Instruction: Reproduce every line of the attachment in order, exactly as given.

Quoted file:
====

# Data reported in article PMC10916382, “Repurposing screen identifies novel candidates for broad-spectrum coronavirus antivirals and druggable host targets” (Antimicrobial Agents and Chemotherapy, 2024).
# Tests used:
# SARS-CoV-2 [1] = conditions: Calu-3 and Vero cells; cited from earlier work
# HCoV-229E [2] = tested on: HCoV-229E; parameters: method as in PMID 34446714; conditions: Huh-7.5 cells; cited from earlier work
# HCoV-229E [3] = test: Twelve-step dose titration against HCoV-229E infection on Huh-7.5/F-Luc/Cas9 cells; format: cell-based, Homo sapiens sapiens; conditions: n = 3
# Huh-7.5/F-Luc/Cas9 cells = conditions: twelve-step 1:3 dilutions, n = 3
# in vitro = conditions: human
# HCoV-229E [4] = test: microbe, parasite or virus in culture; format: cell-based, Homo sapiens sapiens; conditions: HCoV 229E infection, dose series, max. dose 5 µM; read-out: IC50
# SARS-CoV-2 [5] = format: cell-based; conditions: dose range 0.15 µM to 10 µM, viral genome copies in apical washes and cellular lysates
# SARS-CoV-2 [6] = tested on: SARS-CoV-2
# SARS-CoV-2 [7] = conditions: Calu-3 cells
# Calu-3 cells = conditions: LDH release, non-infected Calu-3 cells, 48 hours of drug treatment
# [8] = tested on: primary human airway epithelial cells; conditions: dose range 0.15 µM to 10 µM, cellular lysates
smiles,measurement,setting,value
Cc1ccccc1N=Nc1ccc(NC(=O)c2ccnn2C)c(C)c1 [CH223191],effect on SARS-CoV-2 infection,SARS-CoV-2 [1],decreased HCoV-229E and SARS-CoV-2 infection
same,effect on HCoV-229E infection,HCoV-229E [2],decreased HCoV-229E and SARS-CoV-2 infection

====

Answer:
# Data reported in article PMC10916382, “Repurposing screen identifies novel candidates for broad-spectrum coronavirus antivirals and druggable host targets” (Antimicrobial Agents and Chemotherapy, 2024).
# Tests used:
# SARS-CoV-2 [1] = conditions: Calu-3 and Vero cells; cited from earlier work
# HCoV-229E [2] = tested on: HCoV-229E; parameters: method as in PMID 34446714; conditions: Huh-7.5 cells; cited from earlier work
# HCoV-229E [3] = test: Twelve-step dose titration against HCoV-229E infection on Huh-7.5/F-Luc/Cas9 cells; format: cell-based, Homo sapiens sapiens; conditions: n = 3
# Huh-7.5/F-Luc/Cas9 cells = conditions: twelve-step 1:3 dilutions, n = 3
# in vitro = conditions: human
# HCoV-229E [4] = test: microbe, parasite or virus in culture; format: cell-based, Homo sapiens sapiens; conditions: HCoV 229E infection, dose series, max. dose 5 µM; read-out: IC50
# SARS-CoV-2 [5] = format: cell-based; conditions: dose range 0.15 µM to 10 µM, viral genome copies in apical washes and cellular lysates
# SARS-CoV-2 [6] = tested on: SARS-CoV-2
# SARS-CoV-2 [7] = conditions: Calu-3 cells
# Calu-3 cells = conditions: LDH release, non-infected Calu-3 cells, 48 hours of drug treatment
# [8] = tested on: primary human airway epithelial cells; conditions: dose range 0.15 µM to 10 µM, cellular lysates
smiles,measurement,setting,value
Cc1ccccc1N=Nc1ccc(NC(=O)c2ccnn2C)c(C)c1 [CH223191],effect on SARS-CoV-2 infection,SARS-CoV-2 [1],decreased HCoV-229E and SARS-CoV-2 infection
same,effect on HCoV-229E infection,HCoV-229E [2],decreased HCoV-229E and SARS-CoV-2 infection